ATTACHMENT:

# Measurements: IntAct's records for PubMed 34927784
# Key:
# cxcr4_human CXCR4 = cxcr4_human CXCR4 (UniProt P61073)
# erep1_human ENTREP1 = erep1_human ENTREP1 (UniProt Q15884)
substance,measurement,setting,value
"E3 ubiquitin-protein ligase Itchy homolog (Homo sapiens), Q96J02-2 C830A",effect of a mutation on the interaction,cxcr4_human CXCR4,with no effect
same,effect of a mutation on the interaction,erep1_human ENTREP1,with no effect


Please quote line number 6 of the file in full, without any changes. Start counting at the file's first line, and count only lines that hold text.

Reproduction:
"E3 ubiquitin-protein ligase Itchy homolog (Homo sapiens), Q96J02-2 C830A",effect of a mutation on the interaction,cxcr4_human CXCR4,with no effect